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Military & Veterans at State Agency Databases Project

This week’s State Agency Databases Project subject highlight is Military & Veterans, featuring 22 states that project volunteers know to have publicly searchable databases in this subject area. Three examples from this compilation are:



Alabama Civil War Service Database – Search Civil War service records by name, branch, company unit, regiment unit, or co. unit name.



Service Provider Search by Location – A searchable database of services available to California veterans, their survivors and dependents at the federal, state and local levels. It includes federal, state and county veterans offices, contact information for veterans organizations, services available for homeless veterans, veterans offices at educational institutions and other veterans-related material, searchable by keyword, location, and type of service.



Wisconsin Veterans Memorial Catalog – Documents memorials dedicated to Wisconsin veterans throughout Wisconsin, the U.S., and internationally. The Wisconsin Veterans Museum Research Center actively maintains this resource which includes the history, physical condition, and location of each memorial.


For more, see http://godort.libguides.com/militarydbs. Some military history databases are listed under History, People and Culture. It’s a judgement call.

If you know of state agency produced databases in the area of Military & Veterans, either comment here or use the “Email me” link on the guide to report a database, which will be forwarded to the appropriate project volunteer.


In honor of Veterans’ Day

Because today is Veterans’ Day, I thought it would be interesting to investigate some recent government publications from the Department of Veterans’ Affairs and the House Committee on Veterans’ Affairs. Here are a few things I learned by searching for “veterans” in the Catalog of Government Publications:

  • Merchant Mariners who served during World War II were not granted full veterans’ status until January 17, 1988. Legislation has been proposed to offer additional compensation to this group of veterans. (See here for the Congressional hearing where I first learned of this. For more information, you can also see the House bill, the related Senate bill, and an additional House bill that specifically addresses Merchant Mariners that were awarded the Purple Heart.)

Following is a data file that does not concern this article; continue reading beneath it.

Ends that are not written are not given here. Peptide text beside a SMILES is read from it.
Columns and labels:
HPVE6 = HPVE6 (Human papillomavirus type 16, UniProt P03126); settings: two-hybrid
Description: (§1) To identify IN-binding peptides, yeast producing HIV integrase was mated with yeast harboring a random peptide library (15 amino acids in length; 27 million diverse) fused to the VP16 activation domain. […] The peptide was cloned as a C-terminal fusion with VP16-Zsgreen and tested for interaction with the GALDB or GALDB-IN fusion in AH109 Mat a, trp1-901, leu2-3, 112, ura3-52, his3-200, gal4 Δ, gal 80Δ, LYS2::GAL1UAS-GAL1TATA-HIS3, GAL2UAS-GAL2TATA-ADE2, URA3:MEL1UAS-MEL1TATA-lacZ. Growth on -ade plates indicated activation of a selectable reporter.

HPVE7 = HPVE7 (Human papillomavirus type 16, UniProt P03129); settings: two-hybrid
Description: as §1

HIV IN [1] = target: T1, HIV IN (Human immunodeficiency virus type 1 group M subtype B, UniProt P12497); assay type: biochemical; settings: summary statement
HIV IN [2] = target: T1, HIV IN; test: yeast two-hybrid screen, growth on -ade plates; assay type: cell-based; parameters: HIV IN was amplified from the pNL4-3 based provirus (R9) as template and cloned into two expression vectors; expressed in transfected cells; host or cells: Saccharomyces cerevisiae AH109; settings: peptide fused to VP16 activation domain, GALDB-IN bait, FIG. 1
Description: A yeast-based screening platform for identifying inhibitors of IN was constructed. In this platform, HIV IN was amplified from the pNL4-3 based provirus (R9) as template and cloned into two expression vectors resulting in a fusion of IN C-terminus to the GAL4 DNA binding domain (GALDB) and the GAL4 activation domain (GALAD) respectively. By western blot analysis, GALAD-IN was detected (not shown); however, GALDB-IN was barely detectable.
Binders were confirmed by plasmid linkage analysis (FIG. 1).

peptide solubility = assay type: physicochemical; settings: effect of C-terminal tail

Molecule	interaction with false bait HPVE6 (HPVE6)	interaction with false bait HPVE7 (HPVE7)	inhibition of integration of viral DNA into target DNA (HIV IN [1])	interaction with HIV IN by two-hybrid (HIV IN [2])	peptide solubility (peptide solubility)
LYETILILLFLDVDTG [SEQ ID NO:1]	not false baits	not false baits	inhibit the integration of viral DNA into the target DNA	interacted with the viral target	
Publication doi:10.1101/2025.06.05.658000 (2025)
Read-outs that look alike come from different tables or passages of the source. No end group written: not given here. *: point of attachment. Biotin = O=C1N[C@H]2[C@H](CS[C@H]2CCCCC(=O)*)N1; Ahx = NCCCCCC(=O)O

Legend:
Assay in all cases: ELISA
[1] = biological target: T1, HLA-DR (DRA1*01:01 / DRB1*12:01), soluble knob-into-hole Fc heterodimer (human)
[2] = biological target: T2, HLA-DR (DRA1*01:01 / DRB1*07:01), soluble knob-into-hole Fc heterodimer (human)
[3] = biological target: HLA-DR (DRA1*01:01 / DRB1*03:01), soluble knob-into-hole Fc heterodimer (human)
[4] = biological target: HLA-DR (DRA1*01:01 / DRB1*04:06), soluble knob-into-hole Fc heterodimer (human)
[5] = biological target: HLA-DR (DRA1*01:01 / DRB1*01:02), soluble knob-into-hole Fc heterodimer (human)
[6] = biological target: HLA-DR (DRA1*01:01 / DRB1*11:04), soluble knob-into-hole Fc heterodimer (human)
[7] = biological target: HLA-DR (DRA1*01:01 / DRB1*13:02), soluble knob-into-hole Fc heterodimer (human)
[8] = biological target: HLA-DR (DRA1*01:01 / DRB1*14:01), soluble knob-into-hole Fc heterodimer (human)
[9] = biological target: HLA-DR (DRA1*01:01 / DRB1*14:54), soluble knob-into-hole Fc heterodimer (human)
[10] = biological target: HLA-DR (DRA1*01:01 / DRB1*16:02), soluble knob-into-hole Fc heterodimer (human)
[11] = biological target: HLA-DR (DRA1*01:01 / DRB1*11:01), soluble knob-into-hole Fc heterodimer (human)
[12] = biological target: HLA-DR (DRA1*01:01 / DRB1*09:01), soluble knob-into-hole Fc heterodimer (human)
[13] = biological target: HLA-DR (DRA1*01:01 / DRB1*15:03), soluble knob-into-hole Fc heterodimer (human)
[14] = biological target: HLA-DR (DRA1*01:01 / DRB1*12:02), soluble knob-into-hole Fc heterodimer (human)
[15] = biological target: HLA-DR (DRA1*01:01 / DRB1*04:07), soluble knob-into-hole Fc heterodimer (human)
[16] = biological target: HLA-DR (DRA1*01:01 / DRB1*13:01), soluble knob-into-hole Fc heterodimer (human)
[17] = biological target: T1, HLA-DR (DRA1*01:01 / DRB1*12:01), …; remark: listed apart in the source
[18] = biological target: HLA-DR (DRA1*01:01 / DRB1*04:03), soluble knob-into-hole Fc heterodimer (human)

• Roughly 30% of people who have served in the military and have signed up to receive educational benefits as accorded by the GI Bill never take advantage of these benefits. The House Committee on Veterans Affairs is working to expand these educational benefits to include a wider variety of programs – including “short-term, high-cost” educational programs. I gather that, in the recent past, these short-term, high-cost programs have focused on high tech. One of the points brought up in a hearing held last May is that there should be support for educational programs in other high-demand fields – for example, health care .

From what I’ve read, it seems that the Department of Veterans’ Affairs is chronically underfunded. One of the issues brought up in the Merchant Mariners hearing is the question of where the funding will come from in order to compensate this group of veterans (as well as other groups who contributed in World War II, but have not yet been recognized). Since our discussion over the last several days has oft turned to the discussion of civic engagement, I’d like to encourage Free Government Information readers to advocate for or become involved with veterans’ affairs. Let’s honor our veterans with action, and not just words.